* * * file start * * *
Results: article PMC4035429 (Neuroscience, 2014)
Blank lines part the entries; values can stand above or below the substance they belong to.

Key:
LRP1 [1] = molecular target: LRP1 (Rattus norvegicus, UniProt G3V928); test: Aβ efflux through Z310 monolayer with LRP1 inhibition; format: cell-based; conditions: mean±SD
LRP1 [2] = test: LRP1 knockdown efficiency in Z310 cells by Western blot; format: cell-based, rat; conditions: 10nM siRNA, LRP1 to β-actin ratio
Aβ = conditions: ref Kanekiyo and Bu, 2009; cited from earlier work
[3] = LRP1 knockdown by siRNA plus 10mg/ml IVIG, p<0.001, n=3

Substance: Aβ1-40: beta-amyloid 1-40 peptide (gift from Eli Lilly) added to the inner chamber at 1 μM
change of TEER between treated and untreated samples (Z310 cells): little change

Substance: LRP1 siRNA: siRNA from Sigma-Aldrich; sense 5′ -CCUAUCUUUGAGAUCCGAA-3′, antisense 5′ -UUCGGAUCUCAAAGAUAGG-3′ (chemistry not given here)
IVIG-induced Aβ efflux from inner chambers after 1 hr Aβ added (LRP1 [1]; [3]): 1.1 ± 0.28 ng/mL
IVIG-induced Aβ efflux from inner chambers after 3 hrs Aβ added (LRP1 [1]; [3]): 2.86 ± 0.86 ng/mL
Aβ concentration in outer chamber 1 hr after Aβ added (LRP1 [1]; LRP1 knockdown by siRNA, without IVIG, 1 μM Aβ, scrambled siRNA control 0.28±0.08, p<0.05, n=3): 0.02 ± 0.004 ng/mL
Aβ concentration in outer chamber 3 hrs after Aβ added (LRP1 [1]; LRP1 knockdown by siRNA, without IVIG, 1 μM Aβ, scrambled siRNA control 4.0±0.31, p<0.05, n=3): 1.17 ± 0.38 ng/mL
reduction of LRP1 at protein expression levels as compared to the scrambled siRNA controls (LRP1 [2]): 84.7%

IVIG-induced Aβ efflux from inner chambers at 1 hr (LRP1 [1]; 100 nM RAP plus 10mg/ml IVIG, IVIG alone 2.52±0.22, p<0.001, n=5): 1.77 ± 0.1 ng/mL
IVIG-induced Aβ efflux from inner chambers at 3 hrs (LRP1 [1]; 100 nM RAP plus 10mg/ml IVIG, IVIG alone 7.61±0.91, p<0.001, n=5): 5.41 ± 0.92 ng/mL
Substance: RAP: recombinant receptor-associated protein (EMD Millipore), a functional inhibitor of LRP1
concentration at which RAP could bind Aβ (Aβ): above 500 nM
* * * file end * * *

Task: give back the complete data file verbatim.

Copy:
Results: article PMC4035429 (Neuroscience, 2014)
Blank lines part the entries; values can stand above or below the substance they belong to.

Key:
LRP1 [1] = molecular target: LRP1 (Rattus norvegicus, UniProt G3V928); test: Aβ efflux through Z310 monolayer with LRP1 inhibition; format: cell-based; conditions: mean±SD
LRP1 [2] = test: LRP1 knockdown efficiency in Z310 cells by Western blot; format: cell-based, rat; conditions: 10nM siRNA, LRP1 to β-actin ratio
Aβ = conditions: ref Kanekiyo and Bu, 2009; cited from earlier work
[3] = LRP1 knockdown by siRNA plus 10mg/ml IVIG, p<0.001, n=3

Substance: Aβ1-40: beta-amyloid 1-40 peptide (gift from Eli Lilly) added to the inner chamber at 1 μM
change of TEER between treated and untreated samples (Z310 cells): little change

Substance: LRP1 siRNA: siRNA from Sigma-Aldrich; sense 5′ -CCUAUCUUUGAGAUCCGAA-3′, antisense 5′ -UUCGGAUCUCAAAGAUAGG-3′ (chemistry not given here)
IVIG-induced Aβ efflux from inner chambers after 1 hr Aβ added (LRP1 [1]; [3]): 1.1 ± 0.28 ng/mL
IVIG-induced Aβ efflux from inner chambers after 3 hrs Aβ added (LRP1 [1]; [3]): 2.86 ± 0.86 ng/mL
Aβ concentration in outer chamber 1 hr after Aβ added (LRP1 [1]; LRP1 knockdown by siRNA, without IVIG, 1 μM Aβ, scrambled siRNA control 0.28±0.08, p<0.05, n=3): 0.02 ± 0.004 ng/mL
Aβ concentration in outer chamber 3 hrs after Aβ added (LRP1 [1]; LRP1 knockdown by siRNA, without IVIG, 1 μM Aβ, scrambled siRNA control 4.0±0.31, p<0.05, n=3): 1.17 ± 0.38 ng/mL
reduction of LRP1 at protein expression levels as compared to the scrambled siRNA controls (LRP1 [2]): 84.7%

IVIG-induced Aβ efflux from inner chambers at 1 hr (LRP1 [1]; 100 nM RAP plus 10mg/ml IVIG, IVIG alone 2.52±0.22, p<0.001, n=5): 1.77 ± 0.1 ng/mL
IVIG-induced Aβ efflux from inner chambers at 3 hrs (LRP1 [1]; 100 nM RAP plus 10mg/ml IVIG, IVIG alone 7.61±0.91, p<0.001, n=5): 5.41 ± 0.92 ng/mL
Substance: RAP: recombinant receptor-associated protein (EMD Millipore), a functional inhibitor of LRP1
concentration at which RAP could bind Aβ (Aβ): above 500 nM